A Proposed Conceptual Model for Nursing Based on Iranian Mysticism and Wisdom
The current featured ANS article is authored by Lida Nikfarid, PhD, titled “Human as an Embodied Spirit”: A Proposed Conceptual Model for Nursing Based on Iranian Mysticism. While this article is featured, you can download it at no cost from the ANS website! Dr. Nikfarid shares this information about her work for ANS readers!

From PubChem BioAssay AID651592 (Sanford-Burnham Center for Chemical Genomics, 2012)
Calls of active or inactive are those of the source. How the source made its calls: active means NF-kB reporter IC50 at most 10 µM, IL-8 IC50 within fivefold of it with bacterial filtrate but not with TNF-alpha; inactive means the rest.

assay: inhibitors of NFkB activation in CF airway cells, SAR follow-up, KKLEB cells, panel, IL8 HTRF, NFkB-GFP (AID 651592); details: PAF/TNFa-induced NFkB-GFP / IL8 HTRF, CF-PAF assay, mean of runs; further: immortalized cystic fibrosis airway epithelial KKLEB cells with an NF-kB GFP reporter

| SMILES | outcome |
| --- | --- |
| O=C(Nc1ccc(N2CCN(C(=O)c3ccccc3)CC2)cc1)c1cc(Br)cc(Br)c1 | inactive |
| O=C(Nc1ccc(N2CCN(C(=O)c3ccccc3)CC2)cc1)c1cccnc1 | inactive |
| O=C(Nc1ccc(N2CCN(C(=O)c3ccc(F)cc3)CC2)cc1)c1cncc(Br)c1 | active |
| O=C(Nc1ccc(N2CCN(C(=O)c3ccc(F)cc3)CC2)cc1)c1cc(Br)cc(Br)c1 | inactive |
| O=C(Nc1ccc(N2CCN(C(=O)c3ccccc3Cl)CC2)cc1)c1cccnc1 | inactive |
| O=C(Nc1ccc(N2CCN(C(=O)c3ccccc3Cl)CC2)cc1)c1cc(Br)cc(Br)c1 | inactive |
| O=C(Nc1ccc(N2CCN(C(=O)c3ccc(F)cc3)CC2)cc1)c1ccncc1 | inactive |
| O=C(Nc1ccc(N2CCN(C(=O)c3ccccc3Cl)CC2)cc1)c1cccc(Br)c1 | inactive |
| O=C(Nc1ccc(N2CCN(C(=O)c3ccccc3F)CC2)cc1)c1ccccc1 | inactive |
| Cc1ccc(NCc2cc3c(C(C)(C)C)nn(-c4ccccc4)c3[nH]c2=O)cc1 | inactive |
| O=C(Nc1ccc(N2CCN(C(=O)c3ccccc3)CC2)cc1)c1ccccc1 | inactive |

Nursing theories have been influenced by Western philosophy. For example, existentialism and humanism, which are more or less dominant in nursing theories, are based on Western philosophical thought. Man as the incarnate soul is an Eastern conceptual framework for nursing. The framework has its roots in Iranian philosophy and mysticism, dating back thousands of years. But its main concepts have developed from the theories of Mulla Sadra, Ibn Sina, and Rumi, who are Iranian philosophers, physicians, and Sufi poets, respectively. Ibn Sina’s views are rooted in the philosophical thought of ancient Greece, especially Aristotle and the Unani holistic system of medicine. His unique system of medicine, now academically, is part of the Iranian medical system as traditional Iranian medicine and scientists in this field are working hard to establish Provide scientific and evidence-based for this holistic medical system. Mulla Sadra’s theory of the unity of the essence of beings and their ranking is consistent with modern physical concepts, and finally, in Rumi’s poems, the predominant theme is love. But the conceptual framework of man as an embodied soul is designed with nursing terminology, secular and testable in any population. In this context, the art and science of nursing can be classified into two categories of knowledge-based and love-based interventions. They are considered complementary, and each cannot bring the patient to health without the other. In this context, the concept of human has a novel and unique definition that can explain the range of physical, mental, social, and spiritual health problems and provide them with physical, cognitive, and spiritual interventions. The concept of temperament, the relationship between soul and body, ranking of the soul and having powered in each rank, the issue of balance in temperament and performance of powers to achieve health and harmony with other parts of the universe to maintain and promote the health of others for emerging nursing literature But they are rich, comprehensive and holistic. Eastern views on the development of nursing theories should not be overlooked.